Retailers, shoppers, and the digital influence factor - Deloitte

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1 The New Digital Divide Retailers, shoppers, and the digital influence factor

2 Contents The digital influence factor ............................................................ 3 Drilling down ................................................................................ 5 Are you evaluating the right metrics? ............................................. 6 Is your brick-and-mortar strategy digital savvy? .............................. 9 Have you mastered these digital dos & donts? ............................. 10 Addressing the new digital divide is a business imperative ............ 13 Analysis methodology ................................................................. 15 Authors ....................................................................................... 16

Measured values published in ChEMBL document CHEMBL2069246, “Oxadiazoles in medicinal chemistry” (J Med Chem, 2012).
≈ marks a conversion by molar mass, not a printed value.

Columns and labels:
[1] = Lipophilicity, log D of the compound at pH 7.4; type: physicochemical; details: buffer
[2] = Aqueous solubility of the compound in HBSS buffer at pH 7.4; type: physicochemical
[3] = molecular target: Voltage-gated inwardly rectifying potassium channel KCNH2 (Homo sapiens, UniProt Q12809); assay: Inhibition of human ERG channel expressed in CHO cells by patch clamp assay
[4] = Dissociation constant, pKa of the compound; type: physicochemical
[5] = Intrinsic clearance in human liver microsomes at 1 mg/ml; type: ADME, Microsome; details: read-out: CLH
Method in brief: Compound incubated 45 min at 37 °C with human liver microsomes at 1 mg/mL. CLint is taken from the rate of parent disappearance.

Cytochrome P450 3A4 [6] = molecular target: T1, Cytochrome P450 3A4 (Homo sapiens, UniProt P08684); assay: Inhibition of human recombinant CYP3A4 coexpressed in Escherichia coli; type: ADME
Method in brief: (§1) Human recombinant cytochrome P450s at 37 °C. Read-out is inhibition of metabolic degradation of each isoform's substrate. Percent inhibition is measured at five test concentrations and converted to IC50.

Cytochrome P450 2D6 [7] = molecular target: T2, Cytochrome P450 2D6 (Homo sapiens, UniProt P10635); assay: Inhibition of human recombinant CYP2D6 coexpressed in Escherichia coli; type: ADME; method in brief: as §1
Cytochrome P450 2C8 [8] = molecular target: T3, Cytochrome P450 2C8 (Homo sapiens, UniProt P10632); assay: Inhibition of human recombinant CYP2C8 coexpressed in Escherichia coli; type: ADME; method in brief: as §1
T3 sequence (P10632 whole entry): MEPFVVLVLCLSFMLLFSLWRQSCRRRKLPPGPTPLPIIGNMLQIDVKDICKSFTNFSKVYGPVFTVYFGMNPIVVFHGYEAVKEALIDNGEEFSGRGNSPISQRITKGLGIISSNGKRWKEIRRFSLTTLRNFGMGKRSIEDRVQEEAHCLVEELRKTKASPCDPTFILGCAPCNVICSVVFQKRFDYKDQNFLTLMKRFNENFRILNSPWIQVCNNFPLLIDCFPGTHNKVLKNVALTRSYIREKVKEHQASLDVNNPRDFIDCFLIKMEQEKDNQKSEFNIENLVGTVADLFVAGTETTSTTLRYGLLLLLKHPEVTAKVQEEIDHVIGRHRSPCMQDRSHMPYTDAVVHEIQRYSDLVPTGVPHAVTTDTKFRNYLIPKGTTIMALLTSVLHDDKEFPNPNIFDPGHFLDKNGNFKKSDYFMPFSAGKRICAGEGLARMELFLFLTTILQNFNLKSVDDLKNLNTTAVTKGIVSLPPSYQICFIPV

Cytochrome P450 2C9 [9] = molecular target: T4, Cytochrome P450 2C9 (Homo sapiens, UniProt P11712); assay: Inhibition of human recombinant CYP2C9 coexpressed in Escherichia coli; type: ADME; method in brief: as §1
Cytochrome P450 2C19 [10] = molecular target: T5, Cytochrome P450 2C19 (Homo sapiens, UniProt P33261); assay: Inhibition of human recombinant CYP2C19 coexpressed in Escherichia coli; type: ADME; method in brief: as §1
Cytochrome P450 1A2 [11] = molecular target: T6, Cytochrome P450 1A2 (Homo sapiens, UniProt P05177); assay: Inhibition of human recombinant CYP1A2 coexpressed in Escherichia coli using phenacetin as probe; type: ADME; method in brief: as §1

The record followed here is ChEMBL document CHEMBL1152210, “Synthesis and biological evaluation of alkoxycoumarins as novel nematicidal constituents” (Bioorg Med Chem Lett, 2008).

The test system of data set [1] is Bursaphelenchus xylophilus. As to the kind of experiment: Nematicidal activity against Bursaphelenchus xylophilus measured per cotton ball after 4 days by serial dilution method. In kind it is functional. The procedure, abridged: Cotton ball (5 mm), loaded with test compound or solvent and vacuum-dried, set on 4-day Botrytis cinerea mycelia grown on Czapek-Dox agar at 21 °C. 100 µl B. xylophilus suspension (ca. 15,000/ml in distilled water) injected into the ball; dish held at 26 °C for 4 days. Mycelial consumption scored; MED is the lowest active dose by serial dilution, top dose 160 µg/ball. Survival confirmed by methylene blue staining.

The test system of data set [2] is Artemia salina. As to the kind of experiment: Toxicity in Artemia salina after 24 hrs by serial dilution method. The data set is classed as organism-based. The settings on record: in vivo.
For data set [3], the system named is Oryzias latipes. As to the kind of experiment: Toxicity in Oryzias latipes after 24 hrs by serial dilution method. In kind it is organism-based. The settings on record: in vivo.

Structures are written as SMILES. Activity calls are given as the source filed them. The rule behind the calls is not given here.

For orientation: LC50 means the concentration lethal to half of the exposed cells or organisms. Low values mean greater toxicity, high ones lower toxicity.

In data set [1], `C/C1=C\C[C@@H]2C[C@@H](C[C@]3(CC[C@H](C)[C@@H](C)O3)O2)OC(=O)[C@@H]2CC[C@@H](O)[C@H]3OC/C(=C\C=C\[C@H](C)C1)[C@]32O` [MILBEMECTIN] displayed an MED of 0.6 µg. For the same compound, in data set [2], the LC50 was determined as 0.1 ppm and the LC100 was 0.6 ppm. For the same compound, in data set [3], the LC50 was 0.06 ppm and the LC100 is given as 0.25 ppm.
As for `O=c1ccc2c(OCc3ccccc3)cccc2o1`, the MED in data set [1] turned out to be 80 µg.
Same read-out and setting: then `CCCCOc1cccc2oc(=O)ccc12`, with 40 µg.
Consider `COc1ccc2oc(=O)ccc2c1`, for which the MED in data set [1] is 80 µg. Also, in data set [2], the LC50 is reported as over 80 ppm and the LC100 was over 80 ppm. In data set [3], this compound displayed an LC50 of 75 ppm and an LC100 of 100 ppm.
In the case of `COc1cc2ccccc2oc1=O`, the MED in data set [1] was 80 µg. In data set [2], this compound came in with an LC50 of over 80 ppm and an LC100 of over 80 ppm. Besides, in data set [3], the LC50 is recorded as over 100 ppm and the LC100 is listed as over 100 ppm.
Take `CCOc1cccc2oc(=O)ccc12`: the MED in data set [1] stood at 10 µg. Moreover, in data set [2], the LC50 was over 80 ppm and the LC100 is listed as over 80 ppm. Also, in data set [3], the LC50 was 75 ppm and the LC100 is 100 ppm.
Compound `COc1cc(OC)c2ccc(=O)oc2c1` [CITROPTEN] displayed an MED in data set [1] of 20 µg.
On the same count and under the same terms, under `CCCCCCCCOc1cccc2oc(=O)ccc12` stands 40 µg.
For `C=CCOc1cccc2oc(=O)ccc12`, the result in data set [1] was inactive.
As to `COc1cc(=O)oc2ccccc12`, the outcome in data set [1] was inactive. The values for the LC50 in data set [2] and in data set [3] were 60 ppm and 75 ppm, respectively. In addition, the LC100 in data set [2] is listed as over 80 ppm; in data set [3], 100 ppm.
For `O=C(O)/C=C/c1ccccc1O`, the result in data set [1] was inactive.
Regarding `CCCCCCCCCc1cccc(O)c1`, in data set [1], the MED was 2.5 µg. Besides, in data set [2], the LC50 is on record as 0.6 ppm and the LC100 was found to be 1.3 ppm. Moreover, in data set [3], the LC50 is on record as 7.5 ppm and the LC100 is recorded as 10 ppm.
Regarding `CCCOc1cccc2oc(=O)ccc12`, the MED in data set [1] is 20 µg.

3 The digital influence factor 3 It is a well-known fact that digital platforms According to recent Deloitte research, many retailers fail to leverage the potential of or meet the digital expectations of are changing the fundamental workings of their customers. That gap, the new digital divide, puts at risk much more than just online shopping revenue. Clearly, this many businesses. Music and television have gap is different in nature from the standard notion of digital divide that describes socio-economic differences based undergone radical changes in just a few years on access to information technologies. Nevertheless, for retailers, it poses a serious threat to overall revenue and a bold challenge to the way they respond to, and anticipate, customers shopping habits in-store. The fact is, traditional retailers as mobile devices are empowering consumers are leaving too much money on the table and are allowing strictly online retailers to capture a growing share of revenue and forever changing their habits in terms of that could be theirs. how they listen and how they watch. Digital devices influence on in-store purchase behavior is growing much faster than anyone could have anticipated. A similar, but less apparent, revolution is Deloittes research shows that today, digital technologies influence 36 percent or $1.1 trillion of in-store retail sales, and this underway in retail and the speed of the number will likely increase to 50 percent of in-store sales by the end of 2014. change is far greater than anything analysts predicted just a couple of years ago. The Given this acceleration, we are at a tipping point in retail a point where digital channels should no longer be considered influence of digital devices on the shopping a separate or distinct business. Instead, digital is fundamental to the entire business and the entire shopping experience, in journey, a dynamic Deloitte calls the digital and out of the store. As this new reality begins to have a greater impact, retailers should change dramatically the way they influence factor, is not only shaping how think, measure, and invest in digital and address their customers digital needs and wants. customers shop and make decisions in- store. It is setting new digital expectations Yet, many retailers measure the success of their digital investments by narrowly focusing on conversion in the channel customers making purchases directly through their devices. In most cases, retailers prioritize their investment in features of retailers in terms of how they help their that drive on-device conversion, which are not necessarily the same features that the in-store customer wants. This customers gather pertinent information to limited perspective fails to appreciate or capture the full value of digital devices as a tool in influencing the shoppers path make shopping decisions and purchases. to purchase. In fact, retailers are often failing to properly measure and apply even the most basic digital metrics such as conversion, visits, and page views. Viewed holistically, these metrics can be powerful leading indicators of customer Today there is a need to measure the success preference and purchase intent. of digital investments against a new set of key performance indicators to encourage retailers Figure 1. The impact of digital on various retail measures of success to rethink their digital strategies and offerings in the marketplace. The positive impact to store traffic, conversion, order size, and loyalty is clear and retailers have a tremendous Traffic Conversion Order Size Loyalty opportunity to harness the power of digital 84% of visitors Consumers who use 22% of consumers 75% of consumers said (Figure 1). report using digital a device during their spend more as a result product information for shopping-related shopping journey of using digital with found on social channels activities before or convert at a 40% just over half spending influenced their shopping during their most recent higher rate at least 25% more than behavior and enhanced trip to a store they had intended brand loyalty